Navigating the Grant Application Process: How to Measure Your Startup's Grant Readiness

October 9, 2023
min read

Startups and the need for funding go hand in hand, like two inseparable companions. Among the various funding options available, grants stand out because they rarely come with strings attached. Though few startups are well-prepared for grant funding, many startups approach grant funders seeking financial help, attracted by the non-repayable nature of grants. In this blog post, we will guide startups in assessing their readiness for grants 

As a startup founder, before you consider applying for a grant, be sure to have answers to these questions:

Who are you?

Self-awareness plays a crucial role in the grant application process. Startup founders must clearly understand their organization and team before crafting a proposal. This involves creating a document that outlines the organization's profile, explicitly highlighting the team's relevant backgrounds and experiences. This profile should also showcase any noteworthy accomplishments from previous projects. When a startup lacks a significant track record, the document should emphasize the qualifications that illustrate the team's capability to carry out the proposed project if granted funding successfully.

What Drives Your Venture?

Consider the essence of your startup as a response to a pressing issue, much like the way an umbrella serves as a refuge from rain or sun. Begin by sculpting your project idea around a distinct problem or a market void. Funders are keen to uncover the zeal fueling your quest to resolve this problem. Should your startup propose a product or service, it's paramount to articulate why addressing this issue holds significance. Even if not directly requested, possessing a vision and mission statement harmonized with your project can amplify your appeal to funders. In a nutshell, your startup should harbor a robust rationale for pursuing a grant.

Why is this Mission Important?

When applying for grants, merely stating a problem isn't enough; it's crucial to explain why solving this problem matters. Many grant applications fall short as they fail to clarify this. For instance, consider a town with a lack of clean drinking water. While some might see a business opportunity in selling bottled water, the real issue is the community's health and well-being at stake. The challenge here isn't just about identifying a problem but also expressing why it's crucial to address it and how your startup plans to make a positive impact. By doing so, you illustrate a clear understanding and a determined resolve, which are essential in securing grant funding.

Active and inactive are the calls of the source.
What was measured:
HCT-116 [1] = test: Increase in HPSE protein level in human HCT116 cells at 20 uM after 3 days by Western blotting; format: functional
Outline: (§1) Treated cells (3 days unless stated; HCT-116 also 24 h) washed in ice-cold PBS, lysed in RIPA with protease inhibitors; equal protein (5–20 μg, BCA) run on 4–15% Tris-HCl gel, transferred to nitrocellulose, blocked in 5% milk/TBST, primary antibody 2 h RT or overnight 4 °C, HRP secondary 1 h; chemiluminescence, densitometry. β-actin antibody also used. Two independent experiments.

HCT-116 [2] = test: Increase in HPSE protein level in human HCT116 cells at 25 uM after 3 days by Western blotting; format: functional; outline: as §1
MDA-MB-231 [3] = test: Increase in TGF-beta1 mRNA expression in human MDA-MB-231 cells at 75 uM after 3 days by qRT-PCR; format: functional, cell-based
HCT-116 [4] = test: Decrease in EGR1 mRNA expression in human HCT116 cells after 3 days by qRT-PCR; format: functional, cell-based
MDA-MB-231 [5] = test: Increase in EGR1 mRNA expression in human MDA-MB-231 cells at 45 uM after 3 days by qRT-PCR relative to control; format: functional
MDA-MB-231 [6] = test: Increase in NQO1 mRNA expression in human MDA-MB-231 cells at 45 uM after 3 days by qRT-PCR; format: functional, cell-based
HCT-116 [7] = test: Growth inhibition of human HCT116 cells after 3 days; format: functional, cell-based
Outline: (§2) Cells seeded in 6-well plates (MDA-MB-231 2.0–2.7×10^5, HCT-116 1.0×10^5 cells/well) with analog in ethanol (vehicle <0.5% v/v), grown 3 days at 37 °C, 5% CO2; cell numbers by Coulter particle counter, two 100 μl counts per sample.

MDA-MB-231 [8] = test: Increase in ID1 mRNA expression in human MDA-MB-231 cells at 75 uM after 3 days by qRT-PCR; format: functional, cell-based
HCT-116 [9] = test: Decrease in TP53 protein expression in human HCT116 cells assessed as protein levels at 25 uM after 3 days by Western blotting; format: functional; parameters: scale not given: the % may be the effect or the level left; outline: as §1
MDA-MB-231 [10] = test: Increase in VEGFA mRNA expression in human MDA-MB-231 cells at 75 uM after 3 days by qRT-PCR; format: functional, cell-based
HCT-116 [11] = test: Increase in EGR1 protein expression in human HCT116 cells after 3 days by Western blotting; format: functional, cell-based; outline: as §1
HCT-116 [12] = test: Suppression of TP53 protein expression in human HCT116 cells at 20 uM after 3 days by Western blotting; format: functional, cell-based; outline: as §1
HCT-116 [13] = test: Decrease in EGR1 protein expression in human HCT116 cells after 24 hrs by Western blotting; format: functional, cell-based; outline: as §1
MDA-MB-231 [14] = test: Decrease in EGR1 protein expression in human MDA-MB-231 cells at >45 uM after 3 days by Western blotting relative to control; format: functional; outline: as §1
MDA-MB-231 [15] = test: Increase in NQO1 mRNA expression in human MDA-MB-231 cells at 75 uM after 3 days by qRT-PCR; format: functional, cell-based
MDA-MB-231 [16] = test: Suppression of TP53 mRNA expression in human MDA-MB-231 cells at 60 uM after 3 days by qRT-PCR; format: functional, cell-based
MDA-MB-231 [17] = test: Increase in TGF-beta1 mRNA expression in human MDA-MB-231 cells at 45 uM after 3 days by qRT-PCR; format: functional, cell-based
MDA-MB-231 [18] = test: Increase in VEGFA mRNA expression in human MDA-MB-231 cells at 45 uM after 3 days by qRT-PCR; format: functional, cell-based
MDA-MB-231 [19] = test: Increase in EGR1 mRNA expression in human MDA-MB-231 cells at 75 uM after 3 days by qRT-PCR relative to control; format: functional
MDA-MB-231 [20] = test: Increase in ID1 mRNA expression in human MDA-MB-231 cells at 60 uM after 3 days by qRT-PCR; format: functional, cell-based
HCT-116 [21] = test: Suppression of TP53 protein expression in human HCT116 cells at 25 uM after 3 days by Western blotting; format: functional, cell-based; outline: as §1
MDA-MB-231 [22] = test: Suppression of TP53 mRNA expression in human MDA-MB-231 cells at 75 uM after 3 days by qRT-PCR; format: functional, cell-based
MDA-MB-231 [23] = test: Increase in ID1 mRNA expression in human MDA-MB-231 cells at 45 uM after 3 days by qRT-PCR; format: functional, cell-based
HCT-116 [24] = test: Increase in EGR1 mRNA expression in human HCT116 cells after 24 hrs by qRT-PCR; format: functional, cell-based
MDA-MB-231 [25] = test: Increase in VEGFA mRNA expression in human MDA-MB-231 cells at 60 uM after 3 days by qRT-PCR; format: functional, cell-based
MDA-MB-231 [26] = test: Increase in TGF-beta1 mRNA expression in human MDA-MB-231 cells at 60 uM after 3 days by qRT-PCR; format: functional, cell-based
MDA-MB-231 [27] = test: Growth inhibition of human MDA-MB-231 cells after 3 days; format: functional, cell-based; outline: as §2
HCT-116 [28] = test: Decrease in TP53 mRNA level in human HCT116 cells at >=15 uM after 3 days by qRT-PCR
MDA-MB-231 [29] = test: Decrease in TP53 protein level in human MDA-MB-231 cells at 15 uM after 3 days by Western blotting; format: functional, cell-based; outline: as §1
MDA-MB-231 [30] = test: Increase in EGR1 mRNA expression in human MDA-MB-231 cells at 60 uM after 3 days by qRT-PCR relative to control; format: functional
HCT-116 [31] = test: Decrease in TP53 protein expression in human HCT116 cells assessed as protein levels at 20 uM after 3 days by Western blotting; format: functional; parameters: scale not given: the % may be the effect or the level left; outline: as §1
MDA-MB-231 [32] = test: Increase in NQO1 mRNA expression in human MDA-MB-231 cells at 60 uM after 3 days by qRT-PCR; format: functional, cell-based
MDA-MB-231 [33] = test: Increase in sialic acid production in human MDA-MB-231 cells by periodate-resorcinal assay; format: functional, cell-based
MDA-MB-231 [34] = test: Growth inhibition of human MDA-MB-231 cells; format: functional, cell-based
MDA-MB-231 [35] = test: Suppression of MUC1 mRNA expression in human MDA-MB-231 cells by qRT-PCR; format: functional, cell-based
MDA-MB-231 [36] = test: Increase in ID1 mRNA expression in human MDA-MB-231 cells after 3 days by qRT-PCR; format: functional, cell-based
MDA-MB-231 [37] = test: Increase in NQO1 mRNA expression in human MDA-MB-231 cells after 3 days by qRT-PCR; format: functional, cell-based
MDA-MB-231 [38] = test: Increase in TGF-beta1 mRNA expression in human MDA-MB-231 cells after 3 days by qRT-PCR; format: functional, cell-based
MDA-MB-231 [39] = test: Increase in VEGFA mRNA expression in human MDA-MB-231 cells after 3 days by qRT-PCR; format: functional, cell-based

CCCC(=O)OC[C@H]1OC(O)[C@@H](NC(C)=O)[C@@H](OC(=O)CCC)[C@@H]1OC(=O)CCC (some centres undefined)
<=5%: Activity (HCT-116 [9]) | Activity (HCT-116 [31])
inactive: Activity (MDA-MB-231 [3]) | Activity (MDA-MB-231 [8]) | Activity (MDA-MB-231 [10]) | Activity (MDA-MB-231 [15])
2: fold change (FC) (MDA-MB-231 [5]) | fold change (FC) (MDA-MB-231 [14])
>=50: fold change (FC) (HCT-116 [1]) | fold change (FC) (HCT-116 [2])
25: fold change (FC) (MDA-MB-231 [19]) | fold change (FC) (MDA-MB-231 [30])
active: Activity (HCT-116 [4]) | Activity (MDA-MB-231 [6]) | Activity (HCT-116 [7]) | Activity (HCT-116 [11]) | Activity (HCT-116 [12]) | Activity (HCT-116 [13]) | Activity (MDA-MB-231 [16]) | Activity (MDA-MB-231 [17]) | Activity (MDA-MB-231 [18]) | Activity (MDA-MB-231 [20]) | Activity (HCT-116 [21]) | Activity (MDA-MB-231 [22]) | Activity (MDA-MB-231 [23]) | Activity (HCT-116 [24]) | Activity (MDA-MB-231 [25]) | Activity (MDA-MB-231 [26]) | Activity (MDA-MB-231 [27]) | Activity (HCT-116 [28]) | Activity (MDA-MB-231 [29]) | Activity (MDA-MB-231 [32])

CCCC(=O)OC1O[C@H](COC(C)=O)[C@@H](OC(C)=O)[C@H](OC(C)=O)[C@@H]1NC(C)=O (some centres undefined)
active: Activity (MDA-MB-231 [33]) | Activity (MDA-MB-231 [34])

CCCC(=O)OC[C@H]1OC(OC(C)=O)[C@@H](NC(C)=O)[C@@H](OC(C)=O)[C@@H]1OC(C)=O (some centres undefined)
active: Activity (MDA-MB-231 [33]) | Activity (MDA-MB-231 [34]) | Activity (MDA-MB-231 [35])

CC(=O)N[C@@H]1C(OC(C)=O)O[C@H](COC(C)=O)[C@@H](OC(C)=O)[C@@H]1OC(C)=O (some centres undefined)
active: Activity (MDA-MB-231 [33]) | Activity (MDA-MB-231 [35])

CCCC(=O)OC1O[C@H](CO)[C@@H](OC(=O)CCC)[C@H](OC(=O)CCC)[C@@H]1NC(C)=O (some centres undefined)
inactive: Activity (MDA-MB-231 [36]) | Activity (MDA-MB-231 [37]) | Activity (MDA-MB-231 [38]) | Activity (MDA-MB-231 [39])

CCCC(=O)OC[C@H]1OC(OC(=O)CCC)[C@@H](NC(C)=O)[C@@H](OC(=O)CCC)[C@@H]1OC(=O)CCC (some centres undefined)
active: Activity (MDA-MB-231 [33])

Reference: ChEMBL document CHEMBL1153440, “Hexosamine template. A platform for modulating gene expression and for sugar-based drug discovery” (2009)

What do you expect to achieve?

Just because grants don't have to be paid back doesn't mean you should apply without a clear purpose. Grant providers want meaningful outcomes and assess whether their money was used wisely. For example, a startup selling military equipment might secure funding if it aims to help war-affected individuals. On the other hand, a startup seeking funds for general training without clear goals and impact metrics may struggle to secure funding. Before seeking funding, defining your project's goals, objectives, targets, projections, and intended impact is crucial. Funders want to fund initiatives with well-defined plans and measurable results.

How much do you need?

Funding is the lifeblood of any project, and the heart of a grant proposal is a well-crafted budget. Yet, many stumble here, with sky-high or muddled budget requests often leading to a swift 'no'. It's easy to get carried away thinking that grant money is free, but asking for more than you need can raise eyebrows. Imagine a friend asking to borrow money for a crucial project but then splurging on extras. You'd hesitate to lend again, right? Similarly, funders want to see that you've thought things through, that every dollar has a purpose. So, before penning down your proposal, roll up your sleeves and dive deep into the numbers. Sketch out a budget that covers all bases, breaking down the costs clearly. It's like giving funders a clear roadmap of how their support will fuel your venture from start to finish. This meticulous approach not only shines a light on your professionalism but also nudges the grant doors ajar, inching you closer to that coveted 'yes'.